HARTFORD, CT — The House passed a bill Thursday on a 79-70, party line vote that would change campaign laws and could set the state up for a constitutional challenge.
The bill would limit to $70,000 the amount of money individuals, corporations, or organizations could give to independent expenditure groups participating in Connecticut’s elections. It would also prohibit foreign nationals from making contributions and require a greater degree of disclosure on the part of individuals and corporations, including shareholders, making those donations.
In an effort to avoid a constitutional challenge, the bill doesn’t limit the amount of spending those Super PACs or independent expenditure groups can do in favor of or against a candidate.
The bill also requires the governing board, if any, of an organization planning to spend more than $10,000 on a campaign to vote on that “campaign-related disbursement” and to make that information available on its website within 48 hours. The bill also asks for more information about the individuals making contributions and more information about the shareholders.
During the six hours of debate Republicans offered seven amendments, all of which failed, but they didn’t prolong debate. One of the Republican amendments would have eliminated the public election program grant for candidates running unopposed.
The bill was amended, however, when Republicans discovered that there was no fiscal note included with language that would have placed a one-year limit on the length of investigations by the State Elections Enforcement Commission into allegations of campaign violations. The commission has only a few investigative attorneys and would need more in order to handle the typical number of complaints in each election cycle within one year.
House Minority Leader Themis Klarides, R-Derby, said the approved bill doesn’t represent any comprehensive reforms.
“The majority party has systematically mangled the so-called ‘clean election’ laws they so fiercely endorsed for years, and this latest effort does nothing to make both sides play by the same transparent rules,’’ Klarides said.
Many lawmakers expressed frustration with the legislation.
Rep. Doug Dubitsky, R-Chaplin, said the legislation doesn’t address the problems with the Citizens Election Program or any of the issues in recent years, including one that resulted in the State Elections Enforcement Commission levying its largest fine to date.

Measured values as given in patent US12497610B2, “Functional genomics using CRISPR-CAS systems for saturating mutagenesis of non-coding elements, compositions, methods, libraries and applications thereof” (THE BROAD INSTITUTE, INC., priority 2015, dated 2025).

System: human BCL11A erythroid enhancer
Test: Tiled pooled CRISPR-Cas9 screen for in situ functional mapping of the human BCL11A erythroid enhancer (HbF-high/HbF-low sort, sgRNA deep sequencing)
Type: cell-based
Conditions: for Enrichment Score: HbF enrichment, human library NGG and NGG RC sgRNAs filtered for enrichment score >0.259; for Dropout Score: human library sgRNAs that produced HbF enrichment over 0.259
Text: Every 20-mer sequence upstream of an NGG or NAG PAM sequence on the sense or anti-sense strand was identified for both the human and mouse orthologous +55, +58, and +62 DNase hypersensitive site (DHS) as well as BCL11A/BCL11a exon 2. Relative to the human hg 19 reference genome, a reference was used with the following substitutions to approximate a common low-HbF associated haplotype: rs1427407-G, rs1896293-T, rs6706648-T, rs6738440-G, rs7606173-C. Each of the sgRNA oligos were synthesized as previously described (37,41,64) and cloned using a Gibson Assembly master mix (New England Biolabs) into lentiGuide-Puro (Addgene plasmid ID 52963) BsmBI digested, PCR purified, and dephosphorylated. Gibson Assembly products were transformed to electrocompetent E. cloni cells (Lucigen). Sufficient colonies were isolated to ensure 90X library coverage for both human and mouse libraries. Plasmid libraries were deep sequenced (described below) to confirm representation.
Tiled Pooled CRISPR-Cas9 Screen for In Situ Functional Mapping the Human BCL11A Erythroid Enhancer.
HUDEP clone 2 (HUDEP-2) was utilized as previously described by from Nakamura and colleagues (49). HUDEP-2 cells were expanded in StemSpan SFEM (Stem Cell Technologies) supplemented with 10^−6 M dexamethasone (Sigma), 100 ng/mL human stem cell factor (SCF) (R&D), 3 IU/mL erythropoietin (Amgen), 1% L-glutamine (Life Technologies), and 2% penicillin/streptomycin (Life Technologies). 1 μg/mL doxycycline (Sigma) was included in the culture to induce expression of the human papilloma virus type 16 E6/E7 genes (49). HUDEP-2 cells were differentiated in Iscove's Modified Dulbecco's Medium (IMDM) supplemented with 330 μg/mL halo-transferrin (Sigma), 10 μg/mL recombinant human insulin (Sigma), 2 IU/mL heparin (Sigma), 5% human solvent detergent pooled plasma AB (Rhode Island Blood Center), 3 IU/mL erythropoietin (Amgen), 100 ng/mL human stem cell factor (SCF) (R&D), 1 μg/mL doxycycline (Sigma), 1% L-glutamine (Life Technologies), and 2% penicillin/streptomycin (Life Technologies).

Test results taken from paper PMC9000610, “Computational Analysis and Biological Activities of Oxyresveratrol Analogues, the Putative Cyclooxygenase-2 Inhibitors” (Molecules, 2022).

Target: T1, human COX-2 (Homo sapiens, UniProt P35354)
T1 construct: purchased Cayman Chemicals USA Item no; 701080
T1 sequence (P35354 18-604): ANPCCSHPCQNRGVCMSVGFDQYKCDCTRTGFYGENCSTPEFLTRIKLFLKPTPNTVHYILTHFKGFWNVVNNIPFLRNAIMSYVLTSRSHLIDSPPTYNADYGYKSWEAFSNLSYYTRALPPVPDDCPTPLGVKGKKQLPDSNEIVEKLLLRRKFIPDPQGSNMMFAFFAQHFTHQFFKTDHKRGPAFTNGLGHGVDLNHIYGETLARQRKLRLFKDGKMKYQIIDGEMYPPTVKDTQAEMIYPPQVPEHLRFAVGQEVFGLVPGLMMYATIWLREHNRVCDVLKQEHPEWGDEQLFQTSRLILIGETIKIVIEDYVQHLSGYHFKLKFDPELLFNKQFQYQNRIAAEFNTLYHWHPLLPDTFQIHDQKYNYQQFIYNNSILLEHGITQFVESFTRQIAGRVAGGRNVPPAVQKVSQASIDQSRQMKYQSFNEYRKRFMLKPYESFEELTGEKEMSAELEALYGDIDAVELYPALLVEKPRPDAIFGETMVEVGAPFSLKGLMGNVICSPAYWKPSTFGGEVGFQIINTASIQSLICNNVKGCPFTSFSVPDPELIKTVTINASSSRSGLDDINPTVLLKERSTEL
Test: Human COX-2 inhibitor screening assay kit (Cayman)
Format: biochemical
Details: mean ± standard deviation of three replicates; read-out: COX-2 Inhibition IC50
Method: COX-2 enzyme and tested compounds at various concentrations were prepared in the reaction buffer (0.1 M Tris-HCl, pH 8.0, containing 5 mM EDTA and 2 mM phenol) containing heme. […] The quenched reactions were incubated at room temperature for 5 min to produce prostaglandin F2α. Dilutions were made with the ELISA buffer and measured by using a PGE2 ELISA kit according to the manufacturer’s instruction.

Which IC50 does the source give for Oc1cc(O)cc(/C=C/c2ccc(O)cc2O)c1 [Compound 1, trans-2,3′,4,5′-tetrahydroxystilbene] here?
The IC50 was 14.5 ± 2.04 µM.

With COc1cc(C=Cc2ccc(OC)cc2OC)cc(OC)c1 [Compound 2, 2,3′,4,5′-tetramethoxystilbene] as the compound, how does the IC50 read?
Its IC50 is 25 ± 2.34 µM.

“We’re not addressing the major issues we have with campaign finance with this state,” Dubitsky said. “…What does this bill actually do?”
House Speaker Joe Aresimowicz, D-Berlin, made reforming Connecticut clean election laws an issue on the campaign trail after an independent expenditure group backed by a labor union made an offensive advertising buy on behalf of a state representative. The ad had the opposite effect and helped get her opponent elected.
Admittedly, there’s nothing in the legislation that would have changed how the spending occurred in that race.
“We genuinely believe the court got it wrong with Citizens United,” Aresimowicz said, referring to the federal lawsuit that allowed for independent expenditure groups to participate in Connecticut’s elections.
Citizens United was the Supreme Court decision that eliminated a ban on independent expenditures and allowed corporations and unions to spend unlimited amounts of money on candidates.
Republicans and other officials argued that there is bound to be a constitutional challenge to the new $70,000 contribution limit included in the bill.
“We believe the legislation before us is constitutional and will withstand any challenge,” Rep. Dan Fox, D-Stamford, said.
There’s a gray area of law regarding contributions, but a brighter line on how the money can be spent, according to Fox.
“We wanted disclosure for everybody,” Aresimowicz said.